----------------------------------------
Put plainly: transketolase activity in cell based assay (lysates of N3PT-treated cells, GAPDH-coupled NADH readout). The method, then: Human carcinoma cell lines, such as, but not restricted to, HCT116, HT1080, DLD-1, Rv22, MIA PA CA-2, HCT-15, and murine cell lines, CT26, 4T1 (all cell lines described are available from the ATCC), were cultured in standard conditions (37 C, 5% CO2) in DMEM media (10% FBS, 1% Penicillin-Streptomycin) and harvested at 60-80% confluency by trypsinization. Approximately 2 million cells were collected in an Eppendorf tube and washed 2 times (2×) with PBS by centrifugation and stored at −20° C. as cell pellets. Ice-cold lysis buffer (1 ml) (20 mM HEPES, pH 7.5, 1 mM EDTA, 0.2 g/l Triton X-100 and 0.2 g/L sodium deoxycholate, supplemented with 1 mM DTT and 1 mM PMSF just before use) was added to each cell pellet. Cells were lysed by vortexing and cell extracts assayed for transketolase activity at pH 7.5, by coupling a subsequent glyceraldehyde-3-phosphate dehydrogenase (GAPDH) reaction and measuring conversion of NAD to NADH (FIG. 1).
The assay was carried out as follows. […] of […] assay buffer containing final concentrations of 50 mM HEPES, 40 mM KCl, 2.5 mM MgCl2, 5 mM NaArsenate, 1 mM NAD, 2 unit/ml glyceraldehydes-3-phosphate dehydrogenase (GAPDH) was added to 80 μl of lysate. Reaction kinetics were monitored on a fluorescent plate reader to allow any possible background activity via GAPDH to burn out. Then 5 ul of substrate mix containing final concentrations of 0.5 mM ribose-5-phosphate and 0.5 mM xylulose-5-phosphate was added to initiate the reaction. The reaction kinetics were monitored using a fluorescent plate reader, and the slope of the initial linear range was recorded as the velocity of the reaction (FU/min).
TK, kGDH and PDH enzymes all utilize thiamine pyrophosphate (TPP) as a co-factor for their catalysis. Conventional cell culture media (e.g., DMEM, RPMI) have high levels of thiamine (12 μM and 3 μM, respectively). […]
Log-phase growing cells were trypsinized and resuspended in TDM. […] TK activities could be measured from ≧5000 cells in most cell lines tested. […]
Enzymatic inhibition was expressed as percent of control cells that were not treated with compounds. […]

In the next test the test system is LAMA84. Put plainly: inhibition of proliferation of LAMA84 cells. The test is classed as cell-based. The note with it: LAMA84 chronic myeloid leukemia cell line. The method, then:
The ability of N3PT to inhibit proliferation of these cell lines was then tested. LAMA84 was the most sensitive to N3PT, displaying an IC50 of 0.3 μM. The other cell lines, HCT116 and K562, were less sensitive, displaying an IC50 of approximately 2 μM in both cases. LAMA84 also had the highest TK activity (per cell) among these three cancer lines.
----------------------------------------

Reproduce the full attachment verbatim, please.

Put plainly: transketolase activity in cell based assay (lysates of N3PT-treated cells, GAPDH-coupled NADH readout). The method, then: Human carcinoma cell lines, such as, but not restricted to, HCT116, HT1080, DLD-1, Rv22, MIA PA CA-2, HCT-15, and murine cell lines, CT26, 4T1 (all cell lines described are available from the ATCC), were cultured in standard conditions (37 C, 5% CO2) in DMEM media (10% FBS, 1% Penicillin-Streptomycin) and harvested at 60-80% confluency by trypsinization. Approximately 2 million cells were collected in an Eppendorf tube and washed 2 times (2×) with PBS by centrifugation and stored at −20° C. as cell pellets. Ice-cold lysis buffer (1 ml) (20 mM HEPES, pH 7.5, 1 mM EDTA, 0.2 g/l Triton X-100 and 0.2 g/L sodium deoxycholate, supplemented with 1 mM DTT and 1 mM PMSF just before use) was added to each cell pellet. Cells were lysed by vortexing and cell extracts assayed for transketolase activity at pH 7.5, by coupling a subsequent glyceraldehyde-3-phosphate dehydrogenase (GAPDH) reaction and measuring conversion of NAD to NADH (FIG. 1).
The assay was carried out as follows. […] of […] assay buffer containing final concentrations of 50 mM HEPES, 40 mM KCl, 2.5 mM MgCl2, 5 mM NaArsenate, 1 mM NAD, 2 unit/ml glyceraldehydes-3-phosphate dehydrogenase (GAPDH) was added to 80 μl of lysate. Reaction kinetics were monitored on a fluorescent plate reader to allow any possible background activity via GAPDH to burn out. Then 5 ul of substrate mix containing final concentrations of 0.5 mM ribose-5-phosphate and 0.5 mM xylulose-5-phosphate was added to initiate the reaction. The reaction kinetics were monitored using a fluorescent plate reader, and the slope of the initial linear range was recorded as the velocity of the reaction (FU/min).
TK, kGDH and PDH enzymes all utilize thiamine pyrophosphate (TPP) as a co-factor for their catalysis. Conventional cell culture media (e.g., DMEM, RPMI) have high levels of thiamine (12 μM and 3 μM, respectively). […]
Log-phase growing cells were trypsinized and resuspended in TDM. […] TK activities could be measured from ≧5000 cells in most cell lines tested. […]
Enzymatic inhibition was expressed as percent of control cells that were not treated with compounds. […]

In the next test the test system is LAMA84. Put plainly: inhibition of proliferation of LAMA84 cells. The test is classed as cell-based. The note with it: LAMA84 chronic myeloid leukemia cell line. The method, then:
The ability of N3PT to inhibit proliferation of these cell lines was then tested. LAMA84 was the most sensitive to N3PT, displaying an IC50 of 0.3 μM. The other cell lines, HCT116 and K562, were less sensitive, displaying an IC50 of approximately 2 μM in both cases. LAMA84 also had the highest TK activity (per cell) among these three cancer lines.